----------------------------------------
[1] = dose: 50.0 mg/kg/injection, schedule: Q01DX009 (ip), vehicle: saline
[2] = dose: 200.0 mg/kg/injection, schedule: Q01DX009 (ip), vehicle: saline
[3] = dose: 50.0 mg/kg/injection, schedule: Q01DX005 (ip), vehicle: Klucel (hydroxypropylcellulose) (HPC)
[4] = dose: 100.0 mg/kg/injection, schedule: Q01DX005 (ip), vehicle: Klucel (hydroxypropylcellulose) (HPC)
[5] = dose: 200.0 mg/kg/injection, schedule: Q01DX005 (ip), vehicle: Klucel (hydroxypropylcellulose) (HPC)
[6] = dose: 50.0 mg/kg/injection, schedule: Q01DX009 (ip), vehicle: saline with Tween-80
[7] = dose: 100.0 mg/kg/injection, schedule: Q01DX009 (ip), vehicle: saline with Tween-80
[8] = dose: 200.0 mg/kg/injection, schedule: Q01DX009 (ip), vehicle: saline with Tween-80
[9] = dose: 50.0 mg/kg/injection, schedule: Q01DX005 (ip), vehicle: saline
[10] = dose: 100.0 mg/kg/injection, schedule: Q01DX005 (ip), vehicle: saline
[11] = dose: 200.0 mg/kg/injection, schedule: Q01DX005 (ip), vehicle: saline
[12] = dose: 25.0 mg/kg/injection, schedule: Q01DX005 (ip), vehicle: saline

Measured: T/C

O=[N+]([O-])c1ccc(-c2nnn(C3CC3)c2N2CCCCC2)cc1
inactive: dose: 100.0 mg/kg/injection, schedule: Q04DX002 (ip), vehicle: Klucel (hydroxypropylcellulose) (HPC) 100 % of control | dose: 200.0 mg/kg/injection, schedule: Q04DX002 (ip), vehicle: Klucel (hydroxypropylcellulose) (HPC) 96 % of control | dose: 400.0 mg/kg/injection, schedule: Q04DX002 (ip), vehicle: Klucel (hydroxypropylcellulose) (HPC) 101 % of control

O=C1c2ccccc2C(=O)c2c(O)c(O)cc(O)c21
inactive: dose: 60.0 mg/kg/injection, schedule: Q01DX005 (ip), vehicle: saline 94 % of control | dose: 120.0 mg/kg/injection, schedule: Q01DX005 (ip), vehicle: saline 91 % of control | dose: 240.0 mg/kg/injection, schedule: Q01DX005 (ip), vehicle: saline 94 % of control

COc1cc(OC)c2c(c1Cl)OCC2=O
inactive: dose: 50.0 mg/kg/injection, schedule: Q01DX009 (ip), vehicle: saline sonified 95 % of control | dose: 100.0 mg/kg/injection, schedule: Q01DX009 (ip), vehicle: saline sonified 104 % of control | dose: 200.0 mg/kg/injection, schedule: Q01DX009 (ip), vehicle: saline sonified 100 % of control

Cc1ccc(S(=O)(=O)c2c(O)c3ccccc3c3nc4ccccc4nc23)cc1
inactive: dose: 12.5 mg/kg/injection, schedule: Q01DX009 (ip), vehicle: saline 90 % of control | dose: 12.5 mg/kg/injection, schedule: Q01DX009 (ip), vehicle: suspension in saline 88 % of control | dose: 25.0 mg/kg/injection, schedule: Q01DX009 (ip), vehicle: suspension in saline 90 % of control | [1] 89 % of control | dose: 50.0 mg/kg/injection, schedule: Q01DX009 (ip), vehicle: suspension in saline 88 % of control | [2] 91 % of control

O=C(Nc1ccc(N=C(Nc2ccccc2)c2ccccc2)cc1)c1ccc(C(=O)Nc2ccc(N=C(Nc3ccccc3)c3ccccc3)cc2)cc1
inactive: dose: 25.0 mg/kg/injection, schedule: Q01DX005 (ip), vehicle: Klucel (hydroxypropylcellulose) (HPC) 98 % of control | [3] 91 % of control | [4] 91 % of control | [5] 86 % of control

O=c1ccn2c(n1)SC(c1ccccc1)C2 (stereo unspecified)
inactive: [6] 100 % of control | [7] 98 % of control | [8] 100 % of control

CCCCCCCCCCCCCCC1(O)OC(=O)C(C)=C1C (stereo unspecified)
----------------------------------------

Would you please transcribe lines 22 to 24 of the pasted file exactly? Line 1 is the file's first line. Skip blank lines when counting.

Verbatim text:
O=C(Nc1ccc(N=C(Nc2ccccc2)c2ccccc2)cc1)c1ccc(C(=O)Nc2ccc(N=C(Nc3ccccc3)c3ccccc3)cc2)cc1
inactive: dose: 25.0 mg/kg/injection, schedule: Q01DX005 (ip), vehicle: Klucel (hydroxypropylcellulose) (HPC) 98 % of control | [3] 91 % of control | [4] 91 % of control | [5] 86 % of control

O=c1ccn2c(n1)SC(c1ccccc1)C2 (stereo unspecified)